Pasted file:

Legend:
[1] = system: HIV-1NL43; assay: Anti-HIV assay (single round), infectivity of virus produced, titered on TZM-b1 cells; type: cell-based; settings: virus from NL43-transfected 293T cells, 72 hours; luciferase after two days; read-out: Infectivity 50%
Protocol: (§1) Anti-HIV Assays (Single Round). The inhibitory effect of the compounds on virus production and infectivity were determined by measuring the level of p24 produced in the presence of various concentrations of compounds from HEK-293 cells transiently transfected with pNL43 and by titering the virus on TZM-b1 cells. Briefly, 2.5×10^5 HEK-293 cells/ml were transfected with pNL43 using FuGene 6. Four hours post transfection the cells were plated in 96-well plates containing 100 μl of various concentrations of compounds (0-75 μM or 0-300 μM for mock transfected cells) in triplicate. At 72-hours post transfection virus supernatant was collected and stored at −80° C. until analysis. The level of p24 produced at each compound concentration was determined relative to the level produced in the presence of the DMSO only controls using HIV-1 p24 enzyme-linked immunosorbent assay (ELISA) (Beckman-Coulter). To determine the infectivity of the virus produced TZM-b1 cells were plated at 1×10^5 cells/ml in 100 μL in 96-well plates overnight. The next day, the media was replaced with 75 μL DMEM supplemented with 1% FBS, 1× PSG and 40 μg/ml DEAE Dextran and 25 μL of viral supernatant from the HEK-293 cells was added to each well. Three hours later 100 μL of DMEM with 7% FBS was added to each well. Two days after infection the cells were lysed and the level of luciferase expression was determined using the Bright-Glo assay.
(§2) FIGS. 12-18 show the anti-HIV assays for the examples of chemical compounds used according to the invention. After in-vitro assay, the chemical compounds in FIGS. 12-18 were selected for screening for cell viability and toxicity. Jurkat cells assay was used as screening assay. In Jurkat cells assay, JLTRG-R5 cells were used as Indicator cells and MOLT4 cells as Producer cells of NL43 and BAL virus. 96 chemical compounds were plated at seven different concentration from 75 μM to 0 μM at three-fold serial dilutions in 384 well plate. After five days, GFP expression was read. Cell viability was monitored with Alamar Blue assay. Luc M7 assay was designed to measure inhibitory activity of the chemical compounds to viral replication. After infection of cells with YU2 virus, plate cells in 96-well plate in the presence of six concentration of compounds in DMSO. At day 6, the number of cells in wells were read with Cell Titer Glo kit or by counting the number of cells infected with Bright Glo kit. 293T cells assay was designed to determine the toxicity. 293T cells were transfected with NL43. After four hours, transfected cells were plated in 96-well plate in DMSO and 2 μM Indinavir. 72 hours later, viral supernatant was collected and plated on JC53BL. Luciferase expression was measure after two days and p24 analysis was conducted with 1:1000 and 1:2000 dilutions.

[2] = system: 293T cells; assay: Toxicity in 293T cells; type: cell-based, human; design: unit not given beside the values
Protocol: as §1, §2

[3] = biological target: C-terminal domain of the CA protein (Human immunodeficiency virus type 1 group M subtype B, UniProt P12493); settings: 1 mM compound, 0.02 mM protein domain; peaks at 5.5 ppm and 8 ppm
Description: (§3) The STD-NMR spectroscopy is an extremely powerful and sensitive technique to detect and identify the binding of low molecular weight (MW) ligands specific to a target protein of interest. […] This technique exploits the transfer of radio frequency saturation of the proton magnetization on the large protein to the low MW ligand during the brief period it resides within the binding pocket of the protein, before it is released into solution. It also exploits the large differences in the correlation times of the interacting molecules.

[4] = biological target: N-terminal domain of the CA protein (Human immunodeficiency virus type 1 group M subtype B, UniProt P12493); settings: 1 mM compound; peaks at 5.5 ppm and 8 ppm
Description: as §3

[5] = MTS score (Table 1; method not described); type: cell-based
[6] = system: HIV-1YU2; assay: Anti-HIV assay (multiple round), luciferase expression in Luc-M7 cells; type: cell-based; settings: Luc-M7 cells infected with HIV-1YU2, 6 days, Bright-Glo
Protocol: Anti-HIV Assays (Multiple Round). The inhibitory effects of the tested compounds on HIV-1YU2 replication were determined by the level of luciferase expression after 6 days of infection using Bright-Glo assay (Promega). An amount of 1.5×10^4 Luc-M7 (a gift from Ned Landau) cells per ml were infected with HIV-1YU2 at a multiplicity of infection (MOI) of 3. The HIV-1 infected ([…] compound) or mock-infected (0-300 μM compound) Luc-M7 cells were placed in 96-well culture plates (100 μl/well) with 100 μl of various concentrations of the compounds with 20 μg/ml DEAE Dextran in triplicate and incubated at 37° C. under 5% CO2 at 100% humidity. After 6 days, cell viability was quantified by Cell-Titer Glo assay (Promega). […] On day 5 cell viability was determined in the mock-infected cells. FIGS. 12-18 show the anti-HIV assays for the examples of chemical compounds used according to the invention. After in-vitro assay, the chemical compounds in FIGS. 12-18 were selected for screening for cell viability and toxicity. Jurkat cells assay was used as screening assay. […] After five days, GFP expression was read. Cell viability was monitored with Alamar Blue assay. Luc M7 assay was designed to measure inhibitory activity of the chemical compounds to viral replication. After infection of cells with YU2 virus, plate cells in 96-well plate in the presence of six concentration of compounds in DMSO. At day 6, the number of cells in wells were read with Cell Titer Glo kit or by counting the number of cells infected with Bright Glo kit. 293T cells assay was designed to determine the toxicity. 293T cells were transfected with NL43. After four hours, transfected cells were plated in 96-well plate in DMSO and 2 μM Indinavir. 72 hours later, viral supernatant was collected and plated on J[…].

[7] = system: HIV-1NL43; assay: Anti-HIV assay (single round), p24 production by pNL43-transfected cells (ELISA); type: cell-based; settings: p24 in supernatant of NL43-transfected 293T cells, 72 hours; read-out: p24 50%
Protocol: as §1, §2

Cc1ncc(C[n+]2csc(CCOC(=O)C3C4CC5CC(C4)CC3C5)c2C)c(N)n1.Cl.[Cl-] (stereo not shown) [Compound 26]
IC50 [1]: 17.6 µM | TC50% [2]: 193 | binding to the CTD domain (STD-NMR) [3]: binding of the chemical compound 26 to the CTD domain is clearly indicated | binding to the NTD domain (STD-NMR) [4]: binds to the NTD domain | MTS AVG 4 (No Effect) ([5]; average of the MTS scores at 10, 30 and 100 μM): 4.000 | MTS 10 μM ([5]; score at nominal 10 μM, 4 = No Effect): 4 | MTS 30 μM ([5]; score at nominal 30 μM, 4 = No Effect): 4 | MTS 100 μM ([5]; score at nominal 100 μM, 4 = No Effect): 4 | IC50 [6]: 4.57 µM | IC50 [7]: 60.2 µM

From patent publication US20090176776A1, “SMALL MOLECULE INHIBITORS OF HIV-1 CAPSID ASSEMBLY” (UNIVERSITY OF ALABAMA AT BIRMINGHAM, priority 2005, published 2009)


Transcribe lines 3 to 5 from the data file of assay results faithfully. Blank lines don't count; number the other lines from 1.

Protocol: (§1) Anti-HIV Assays (Single Round). The inhibitory effect of the compounds on virus production and infectivity were determined by measuring the level of p24 produced in the presence of various concentrations of compounds from HEK-293 cells transiently transfected with pNL43 and by titering the virus on TZM-b1 cells. Briefly, 2.5×10^5 HEK-293 cells/ml were transfected with pNL43 using FuGene 6. Four hours post transfection the cells were plated in 96-well plates containing 100 μl of various concentrations of compounds (0-75 μM or 0-300 μM for mock transfected cells) in triplicate. At 72-hours post transfection virus supernatant was collected and stored at −80° C. until analysis. The level of p24 produced at each compound concentration was determined relative to the level produced in the presence of the DMSO only controls using HIV-1 p24 enzyme-linked immunosorbent assay (ELISA) (Beckman-Coulter). To determine the infectivity of the virus produced TZM-b1 cells were plated at 1×10^5 cells/ml in 100 μL in 96-well plates overnight. The next day, the media was replaced with 75 μL DMEM supplemented with 1% FBS, 1× PSG and 40 μg/ml DEAE Dextran and 25 μL of viral supernatant from the HEK-293 cells was added to each well. Three hours later 100 μL of DMEM with 7% FBS was added to each well. Two days after infection the cells were lysed and the level of luciferase expression was determined using the Bright-Glo assay.
(§2) FIGS. 12-18 show the anti-HIV assays for the examples of chemical compounds used according to the invention. After in-vitro assay, the chemical compounds in FIGS. 12-18 were selected for screening for cell viability and toxicity. Jurkat cells assay was used as screening assay. In Jurkat cells assay, JLTRG-R5 cells were used as Indicator cells and MOLT4 cells as Producer cells of NL43 and BAL virus. 96 chemical compounds were plated at seven different concentration from 75 μM to 0 μM at three-fold serial dilutions in 384 well plate. After five days, GFP expression was read. Cell viability was monitored with Alamar Blue assay. Luc M7 assay was designed to measure inhibitory activity of the chemical compounds to viral replication. After infection of cells with YU2 virus, plate cells in 96-well plate in the presence of six concentration of compounds in DMSO. At day 6, the number of cells in wells were read with Cell Titer Glo kit or by counting the number of cells infected with Bright Glo kit. 293T cells assay was designed to determine the toxicity. 293T cells were transfected with NL43. After four hours, transfected cells were plated in 96-well plate in DMSO and 2 μM Indinavir. 72 hours later, viral supernatant was collected and plated on JC53BL. Luciferase expression was measure after two days and p24 analysis was conducted with 1:1000 and 1:2000 dilutions.

[2] = system: 293T cells; assay: Toxicity in 293T cells; type: cell-based, human; design: unit not given beside the values